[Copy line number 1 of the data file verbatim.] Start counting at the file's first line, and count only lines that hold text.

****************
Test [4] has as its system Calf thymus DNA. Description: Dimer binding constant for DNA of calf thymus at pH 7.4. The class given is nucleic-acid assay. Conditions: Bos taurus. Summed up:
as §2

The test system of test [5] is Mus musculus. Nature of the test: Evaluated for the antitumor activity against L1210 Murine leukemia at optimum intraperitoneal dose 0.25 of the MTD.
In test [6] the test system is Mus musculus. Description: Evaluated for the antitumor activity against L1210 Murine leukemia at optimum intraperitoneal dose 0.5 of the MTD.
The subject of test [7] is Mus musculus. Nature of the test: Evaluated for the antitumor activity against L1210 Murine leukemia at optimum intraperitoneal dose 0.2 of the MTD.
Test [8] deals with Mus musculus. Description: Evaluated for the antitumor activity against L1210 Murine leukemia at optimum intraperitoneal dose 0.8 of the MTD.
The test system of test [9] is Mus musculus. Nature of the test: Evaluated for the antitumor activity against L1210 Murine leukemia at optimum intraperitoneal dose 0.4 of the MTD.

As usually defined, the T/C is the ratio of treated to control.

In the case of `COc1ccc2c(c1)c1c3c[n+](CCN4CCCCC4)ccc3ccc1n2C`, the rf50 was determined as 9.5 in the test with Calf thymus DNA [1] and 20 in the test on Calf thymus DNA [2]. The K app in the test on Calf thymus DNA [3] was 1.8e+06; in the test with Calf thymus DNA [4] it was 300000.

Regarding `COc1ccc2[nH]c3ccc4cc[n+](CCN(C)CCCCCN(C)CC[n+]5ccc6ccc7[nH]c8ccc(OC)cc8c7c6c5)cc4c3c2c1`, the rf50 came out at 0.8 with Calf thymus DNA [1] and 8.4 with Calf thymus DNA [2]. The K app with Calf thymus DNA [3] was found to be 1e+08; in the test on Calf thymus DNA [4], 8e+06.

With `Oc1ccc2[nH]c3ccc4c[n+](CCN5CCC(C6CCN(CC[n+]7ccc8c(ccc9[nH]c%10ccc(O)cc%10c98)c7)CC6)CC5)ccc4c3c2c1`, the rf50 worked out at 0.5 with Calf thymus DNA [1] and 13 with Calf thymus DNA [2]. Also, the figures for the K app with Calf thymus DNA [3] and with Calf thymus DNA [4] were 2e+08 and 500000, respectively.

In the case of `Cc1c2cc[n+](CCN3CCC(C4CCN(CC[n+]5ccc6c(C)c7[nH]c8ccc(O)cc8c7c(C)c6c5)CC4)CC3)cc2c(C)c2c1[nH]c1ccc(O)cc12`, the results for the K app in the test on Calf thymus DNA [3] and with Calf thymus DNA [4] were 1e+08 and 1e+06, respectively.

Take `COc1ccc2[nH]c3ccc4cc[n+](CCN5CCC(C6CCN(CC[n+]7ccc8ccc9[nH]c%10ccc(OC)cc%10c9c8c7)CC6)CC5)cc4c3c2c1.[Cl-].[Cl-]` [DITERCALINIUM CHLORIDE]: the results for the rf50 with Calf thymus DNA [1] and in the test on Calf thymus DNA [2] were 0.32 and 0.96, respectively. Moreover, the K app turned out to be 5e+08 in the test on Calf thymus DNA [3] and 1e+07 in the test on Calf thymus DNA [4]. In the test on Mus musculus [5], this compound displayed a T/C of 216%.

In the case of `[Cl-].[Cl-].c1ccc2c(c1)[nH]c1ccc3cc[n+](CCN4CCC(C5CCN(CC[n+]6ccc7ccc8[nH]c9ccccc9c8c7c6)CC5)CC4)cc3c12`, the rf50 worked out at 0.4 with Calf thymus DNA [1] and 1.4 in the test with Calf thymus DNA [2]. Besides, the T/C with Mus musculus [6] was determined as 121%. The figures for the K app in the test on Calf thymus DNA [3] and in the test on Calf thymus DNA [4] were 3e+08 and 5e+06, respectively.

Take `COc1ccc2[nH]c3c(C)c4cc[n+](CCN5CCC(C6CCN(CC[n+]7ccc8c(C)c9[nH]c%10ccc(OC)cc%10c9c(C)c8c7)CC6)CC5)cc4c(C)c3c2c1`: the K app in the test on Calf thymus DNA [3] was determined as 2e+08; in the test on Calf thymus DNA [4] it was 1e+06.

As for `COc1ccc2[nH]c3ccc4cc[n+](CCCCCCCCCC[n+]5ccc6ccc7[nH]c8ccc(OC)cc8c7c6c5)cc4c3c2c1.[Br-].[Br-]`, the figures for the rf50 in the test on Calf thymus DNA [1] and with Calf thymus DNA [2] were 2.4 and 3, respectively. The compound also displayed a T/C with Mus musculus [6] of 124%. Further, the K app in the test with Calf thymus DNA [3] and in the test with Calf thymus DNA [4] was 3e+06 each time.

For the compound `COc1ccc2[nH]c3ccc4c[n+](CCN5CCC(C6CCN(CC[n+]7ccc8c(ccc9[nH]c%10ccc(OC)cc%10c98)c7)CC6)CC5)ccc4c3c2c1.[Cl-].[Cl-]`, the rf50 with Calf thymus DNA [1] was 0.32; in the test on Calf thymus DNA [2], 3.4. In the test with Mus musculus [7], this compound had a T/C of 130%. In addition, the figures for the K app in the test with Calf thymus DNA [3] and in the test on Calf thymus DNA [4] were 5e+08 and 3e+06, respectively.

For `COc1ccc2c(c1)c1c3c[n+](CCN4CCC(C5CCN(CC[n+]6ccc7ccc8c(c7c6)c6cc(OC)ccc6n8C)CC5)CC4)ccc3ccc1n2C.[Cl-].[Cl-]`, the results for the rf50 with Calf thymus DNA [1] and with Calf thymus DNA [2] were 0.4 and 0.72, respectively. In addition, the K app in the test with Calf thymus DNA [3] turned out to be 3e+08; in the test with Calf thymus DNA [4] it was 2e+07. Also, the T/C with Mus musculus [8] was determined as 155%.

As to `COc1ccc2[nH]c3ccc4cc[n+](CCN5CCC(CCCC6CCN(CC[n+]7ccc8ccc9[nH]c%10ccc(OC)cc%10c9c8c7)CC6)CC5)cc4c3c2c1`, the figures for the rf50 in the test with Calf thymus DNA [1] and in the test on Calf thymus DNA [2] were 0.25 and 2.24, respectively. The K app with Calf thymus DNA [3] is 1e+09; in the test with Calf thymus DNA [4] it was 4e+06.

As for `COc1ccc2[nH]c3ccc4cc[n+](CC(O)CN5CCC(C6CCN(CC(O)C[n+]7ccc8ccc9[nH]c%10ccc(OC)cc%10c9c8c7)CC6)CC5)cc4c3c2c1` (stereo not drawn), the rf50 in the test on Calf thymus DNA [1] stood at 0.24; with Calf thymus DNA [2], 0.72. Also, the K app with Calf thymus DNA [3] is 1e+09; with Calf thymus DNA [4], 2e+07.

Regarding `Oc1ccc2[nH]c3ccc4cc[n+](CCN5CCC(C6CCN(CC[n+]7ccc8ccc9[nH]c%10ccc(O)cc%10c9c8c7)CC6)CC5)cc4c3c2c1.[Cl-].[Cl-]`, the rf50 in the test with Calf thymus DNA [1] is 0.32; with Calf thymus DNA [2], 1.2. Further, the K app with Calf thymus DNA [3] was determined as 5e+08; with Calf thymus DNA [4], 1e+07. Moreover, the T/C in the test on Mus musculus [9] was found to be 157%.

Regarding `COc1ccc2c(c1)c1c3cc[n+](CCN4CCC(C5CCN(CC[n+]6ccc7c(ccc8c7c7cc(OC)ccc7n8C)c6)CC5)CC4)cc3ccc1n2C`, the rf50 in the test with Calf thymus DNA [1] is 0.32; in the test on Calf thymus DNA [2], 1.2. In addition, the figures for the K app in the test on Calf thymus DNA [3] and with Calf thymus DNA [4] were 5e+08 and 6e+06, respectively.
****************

Test [4] has as its system Calf thymus DNA. Description: Dimer binding constant for DNA of calf thymus at pH 7.4. The class given is nucleic-acid assay. Conditions: Bos taurus. Summed up: